Teachers Truce in the Offing?

July 24, 1992

In the charged world of education politics, news that the nation's two main teacher organizations could merge into a single entity is being compared to the fall of the Berlin Wall.

The Washington-based National Education Association and the New York-based American Federation of Teachers have long been arch rivals, divided sharply over substance and style. The NEA, with some 2.1 million members nationwide, traditionally viewed teaching as a white-collar profession with little to gain in the rough and tumble world of labor politics. The AFT, by contrast, relished its links to the AFL-CIO, to which its 750,000 members pay dues.

Moreover, for most of the past 20 years the AFT has been virtually synonymous with its feisty, autocratic leader, Albert Shanker, who runs the organization with the iron-fisted discipline of an old-fashioned ward boss. The more sedate NEA has been guided by a succession of widely respected consensus leaders, such as current president Keith Geiger and predecessor Mary Hatwood Futrell, whose terms are limited by charter.

Yet delegates to the NEA convention in Washington early this month voted to consider merging with the AFT, apparently prompted by a sense that the rivalry has become counterproductive. The two organizations frequently clash in collective bargaining disputes. Mr. Geiger said some of his local associations and state affiliates "are just tired of the fight and they are saying to us, 'we don't want to keep this battle going. Can you find a way to allow us to do something?' "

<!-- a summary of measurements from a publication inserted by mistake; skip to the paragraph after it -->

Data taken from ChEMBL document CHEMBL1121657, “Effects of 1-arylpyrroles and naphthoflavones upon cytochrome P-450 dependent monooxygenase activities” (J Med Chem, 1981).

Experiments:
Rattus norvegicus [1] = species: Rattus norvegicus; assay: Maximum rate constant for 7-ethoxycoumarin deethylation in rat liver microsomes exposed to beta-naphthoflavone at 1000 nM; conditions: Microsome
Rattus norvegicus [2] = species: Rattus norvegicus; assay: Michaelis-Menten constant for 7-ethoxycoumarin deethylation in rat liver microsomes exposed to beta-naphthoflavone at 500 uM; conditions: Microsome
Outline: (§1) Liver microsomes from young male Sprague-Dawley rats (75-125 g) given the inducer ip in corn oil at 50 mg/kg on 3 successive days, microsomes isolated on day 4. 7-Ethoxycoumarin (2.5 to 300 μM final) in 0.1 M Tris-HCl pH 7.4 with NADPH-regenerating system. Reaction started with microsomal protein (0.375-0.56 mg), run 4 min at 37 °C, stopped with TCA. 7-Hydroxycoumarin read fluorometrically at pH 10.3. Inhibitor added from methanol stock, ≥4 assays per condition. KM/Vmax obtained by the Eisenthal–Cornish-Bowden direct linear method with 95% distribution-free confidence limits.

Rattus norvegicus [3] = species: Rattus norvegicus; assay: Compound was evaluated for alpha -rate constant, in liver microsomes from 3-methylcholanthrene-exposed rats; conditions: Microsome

The vote authorized a one-year study of the proposed merger and review of the organization's 16-year-old policy against mergers. Results will be reported at the next annual meeting.

Under the best of circumstances, a merger wouldn't be easy. Some NEA delegates question the role the AFL-CIO would have in a merged organization. New York delegates, for example, recall that when their local joined with the AFT between 1972 and 1976 the result "was a disaster." Yet times change. With federal, state and local education spending dropping precipitously, teachers in both camps may decide more unites than divides -- and vote to make common cause on behalf of their beleaguered profession.

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